Join our Mailing List

"We Tibetans are looking for a legitimate and meaningful autonomy, an arrangement that would enable Tibetans to live within the framework of the People’s Republic of China."

On Film, a Monk's Passion and Protest

July 29, 2008

By DANIEL E. SLOTNIK
The New York Times
July 6, 2008

Correction Appended

They seemed an unlikely pair -- the Tibetan Buddhist monk who had
spent 33 years in Chinese prisons and labor camps and the aspiring
Japanese filmmaker.

The filmmaker, Makoto Sasa, said she first heard of the monk, Palden
Gyatso, when she was in college in Japan. After she arrived in New
York to study film, alone and speaking no English, she read his
memoir, "The Autobiography of a Tibetan Monk" (Grove Press, 1997).
"His story made me think my problem is nothing," she said.

Ms. Sasa, 35, decided to make a documentary about him. She began
raising money, with loans, donations and a grant from the New York
State Council on the Arts. She shot the film, "Fire Under the Snow,"
in Tibet, Italy and India, where Mr. Gyatso, 77, now lives.

In order to film in Tibet, Ms. Sasa entered as a tourist. And late
last month, Mr. Gyatso came to New York to help raise money to
distribute the film and to continue his decades of protest against
Chinese rule in his homeland.

He stayed in the East Side apartment of the film's executive
producer, Maura Moynihan, rising at about 4:30 each morning with
hours of prayer.

In the film, he tells of how his own existence, as well as that of
Tibet, became frighteningly narrow and harsh after the Chinese
invasion of 1950.

In 1959, the Dalai Lama, Tibet's leader, fled to India during an
uprising in Lhasa, the Tibetan capital. Mr. Gyatso marched in
protests during the uprising and was arrested when he returned to his
monastery.

The Chinese authorities accused him and another monk who had been his
mentor of being spies for India. When Mr. Gyatso refused to denounce
the other monk or the Dalai Lama, soldiers hung him "naked like a
light bulb from the ceiling," he said, and beat him with iron bars.
He was eventually sentenced to eight years in prison. In 1962, Mr.
Gyatso and six other prisoners escaped and got as far as the Nepalese
border. He was captured and sentenced to another eight years.

He was sent to a labor camp in 1975. But when he posted a sign
advocating Tibetan independence he was ordered imprisoned for another
eight years in 1983. During that last term Mr. Gyatso lost several
teeth and his sense of taste when a jailer shoved a cattle prod down
his throat.

Human rights groups helped secure Mr. Gyatso's release in 1992. He
fled Tibet by walking for 20 days over the Himalayas, finally
arriving in Dharamsala, India, home of many Tibetan refugees,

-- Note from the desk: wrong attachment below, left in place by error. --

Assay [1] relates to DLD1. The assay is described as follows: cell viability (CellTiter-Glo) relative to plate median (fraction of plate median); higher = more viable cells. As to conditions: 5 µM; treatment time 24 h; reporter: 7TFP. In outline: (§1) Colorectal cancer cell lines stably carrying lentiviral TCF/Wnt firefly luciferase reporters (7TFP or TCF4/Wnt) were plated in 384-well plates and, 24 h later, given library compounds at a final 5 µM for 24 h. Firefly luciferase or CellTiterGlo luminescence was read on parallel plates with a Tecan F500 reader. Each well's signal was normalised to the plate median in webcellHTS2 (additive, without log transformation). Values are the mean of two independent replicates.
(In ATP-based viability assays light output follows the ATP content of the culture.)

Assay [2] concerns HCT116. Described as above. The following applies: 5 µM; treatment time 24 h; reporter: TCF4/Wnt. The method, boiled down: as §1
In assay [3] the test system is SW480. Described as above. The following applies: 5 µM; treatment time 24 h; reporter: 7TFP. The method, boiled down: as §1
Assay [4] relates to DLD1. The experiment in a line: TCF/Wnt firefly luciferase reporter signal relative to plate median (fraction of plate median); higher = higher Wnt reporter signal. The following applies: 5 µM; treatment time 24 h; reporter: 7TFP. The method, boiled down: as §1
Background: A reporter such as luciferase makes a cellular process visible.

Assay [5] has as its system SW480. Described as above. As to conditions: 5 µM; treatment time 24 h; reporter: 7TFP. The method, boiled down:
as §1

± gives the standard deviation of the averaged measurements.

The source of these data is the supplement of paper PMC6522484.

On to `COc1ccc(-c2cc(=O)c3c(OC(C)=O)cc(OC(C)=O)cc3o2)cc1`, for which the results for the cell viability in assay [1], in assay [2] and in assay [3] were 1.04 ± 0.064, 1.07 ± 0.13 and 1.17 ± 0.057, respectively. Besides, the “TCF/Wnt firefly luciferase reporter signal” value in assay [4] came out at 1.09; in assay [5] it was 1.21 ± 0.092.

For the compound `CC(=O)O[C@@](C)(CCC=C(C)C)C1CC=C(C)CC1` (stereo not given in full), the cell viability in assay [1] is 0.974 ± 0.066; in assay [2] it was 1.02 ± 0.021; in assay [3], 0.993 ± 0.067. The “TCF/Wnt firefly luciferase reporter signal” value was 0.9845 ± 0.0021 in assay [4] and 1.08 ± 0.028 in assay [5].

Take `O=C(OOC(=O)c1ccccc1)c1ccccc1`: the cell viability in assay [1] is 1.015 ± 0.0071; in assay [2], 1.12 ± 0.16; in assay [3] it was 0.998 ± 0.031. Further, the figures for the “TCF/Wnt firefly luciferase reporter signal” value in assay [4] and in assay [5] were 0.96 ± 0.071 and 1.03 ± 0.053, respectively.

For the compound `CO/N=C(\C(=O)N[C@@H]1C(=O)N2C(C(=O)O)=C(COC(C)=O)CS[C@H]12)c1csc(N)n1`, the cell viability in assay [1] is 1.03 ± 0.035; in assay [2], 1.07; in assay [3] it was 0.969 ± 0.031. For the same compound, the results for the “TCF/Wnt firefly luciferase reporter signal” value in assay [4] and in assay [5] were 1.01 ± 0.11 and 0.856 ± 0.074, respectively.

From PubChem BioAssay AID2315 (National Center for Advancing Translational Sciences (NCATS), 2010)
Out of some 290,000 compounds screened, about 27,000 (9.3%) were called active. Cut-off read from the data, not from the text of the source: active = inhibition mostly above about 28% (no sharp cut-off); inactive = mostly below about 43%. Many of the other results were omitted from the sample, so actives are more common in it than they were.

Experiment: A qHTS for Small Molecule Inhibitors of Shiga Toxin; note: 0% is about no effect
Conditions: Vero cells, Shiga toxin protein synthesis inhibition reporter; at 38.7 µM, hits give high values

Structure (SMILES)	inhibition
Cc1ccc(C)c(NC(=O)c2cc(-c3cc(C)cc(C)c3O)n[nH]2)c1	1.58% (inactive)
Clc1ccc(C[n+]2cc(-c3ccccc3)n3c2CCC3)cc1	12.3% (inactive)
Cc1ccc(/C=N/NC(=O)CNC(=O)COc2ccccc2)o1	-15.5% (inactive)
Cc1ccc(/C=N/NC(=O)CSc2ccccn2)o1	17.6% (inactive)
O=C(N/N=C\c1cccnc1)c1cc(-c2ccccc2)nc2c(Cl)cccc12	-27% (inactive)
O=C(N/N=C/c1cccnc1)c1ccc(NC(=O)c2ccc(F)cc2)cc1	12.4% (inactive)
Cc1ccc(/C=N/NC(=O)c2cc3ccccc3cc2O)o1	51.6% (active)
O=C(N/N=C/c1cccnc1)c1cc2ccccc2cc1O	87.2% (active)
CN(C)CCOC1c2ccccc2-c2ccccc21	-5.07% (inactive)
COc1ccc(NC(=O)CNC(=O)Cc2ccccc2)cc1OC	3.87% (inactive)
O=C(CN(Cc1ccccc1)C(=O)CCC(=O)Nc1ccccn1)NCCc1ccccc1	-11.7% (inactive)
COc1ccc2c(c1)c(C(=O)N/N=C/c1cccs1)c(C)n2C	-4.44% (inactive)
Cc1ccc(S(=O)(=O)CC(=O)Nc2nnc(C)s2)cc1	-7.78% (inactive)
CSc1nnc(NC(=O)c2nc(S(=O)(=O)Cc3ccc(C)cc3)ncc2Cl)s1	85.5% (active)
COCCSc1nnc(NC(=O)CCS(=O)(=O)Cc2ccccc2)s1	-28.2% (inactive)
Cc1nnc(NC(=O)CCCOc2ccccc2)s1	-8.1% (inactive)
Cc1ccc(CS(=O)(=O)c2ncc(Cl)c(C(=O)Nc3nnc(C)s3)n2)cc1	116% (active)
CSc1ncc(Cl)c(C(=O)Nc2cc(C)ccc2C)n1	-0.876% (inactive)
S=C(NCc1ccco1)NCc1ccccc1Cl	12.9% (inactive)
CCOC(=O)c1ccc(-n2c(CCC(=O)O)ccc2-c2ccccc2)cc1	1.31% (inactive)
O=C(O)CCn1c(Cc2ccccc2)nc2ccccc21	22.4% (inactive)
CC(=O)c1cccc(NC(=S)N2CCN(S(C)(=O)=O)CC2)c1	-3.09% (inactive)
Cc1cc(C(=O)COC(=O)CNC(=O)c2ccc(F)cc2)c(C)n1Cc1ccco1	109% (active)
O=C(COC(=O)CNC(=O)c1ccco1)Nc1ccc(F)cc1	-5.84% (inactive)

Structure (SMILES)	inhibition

including the Dalai Lama.

Mr. Gyatso came to the United States in 1994 and testified before
Congress. He showed the congressmen several instruments of torture
that he had smuggled out.

On this visit, he attended several candlelight vigils for Tibet at
Union Square, and one morning he went to ground zero to pray for
those who had died there.

The film about Mr. Gyatso -- "Fire Under the Snow," which was the
original title of his memoir -- will be shown as part of the
International Documentary Association's Docuweek in New York from
Aug. 8 to 14 and in Los Angeles from Aug. 22 to 28. As its makers are
quick to point out, those dates overlap with the Olympic Games in Beijing.

Mr. Gyatso said through an interpreter that he believed that holding
the Olympics in Beijing contradicted the spirit of the Games as "a
celebration of human rights, of equality, freedom" because China had
shown "no respect for human rights, no respect for freedom."

As he spoke again of the Chinese occupation of Tibet, his eyes
flashed and he punctuated his speech with emphatic gestures. "What
the Chinese government really wants," he said, "is to eliminate
Tibetan culture, to basically terminate everything that is Tibetan."

Despite his experiences, Mr. Gyatso said he felt compassion for his
tormenters. In one scene in the film he says he "can't entirely blame
the officials for beating me, because if they didn't beat me enough
they would be dismissed."

Ms. Moynihan, who became fascinated with Tibet when her father,
Daniel Patrick Moynihan, the future senator, was the United States
ambassador to India in the 1970s, agreed to become the executive
producer after Ms. Sasa showed the film at this year's Tribeca Film Festival.

"We will never have this opportunity again, when the world spotlight
will be focused on China," Ms. Moynihan said.

She first met Mr. Gyatso in 1994 and considers him "the face" of the
Tibetan protest.

"He speaks for the dead, for the tortured, for the incarcerated, for
the silenced," she said.

Mr. Gyatso, who filled his free moments in her apartment by painting
calligraphy, said he had "no regrets in my life because I have made a
humble contribution to the Tibetan cause, and to the cause of freedom
and nonviolence around the world."

Correction: July 13, 2008
An article in some editions last Sunday about "Fire Under the Snow,"
a documentary about a Tibetan Buddhist monk, Palden Gyatso, who spent
33 years in Chinese prisons and labor camps, misstated the
circumstances under which the filmmaker, Makoto Sasa, was able to get
into Tibet. She entered as a tourist; she did not, as Mr. Gyatso
said, enter by pretending to be making a different film, about a Lama
supported by the Chinese government. The article also conflated two
people in Mr. Gyatso's explanation: the Lama who was backed by
Beijing is not the same one whose childhood home is across the street
from Mr. Gyatso's childhood home in Tibet.
CTC National Office 1425 René-Lévesque Blvd West, 3rd Floor, Montréal, Québec, Canada, H3G 1T7
T: (514) 487-0665   ctcoffice@tibet.ca
Developed by plank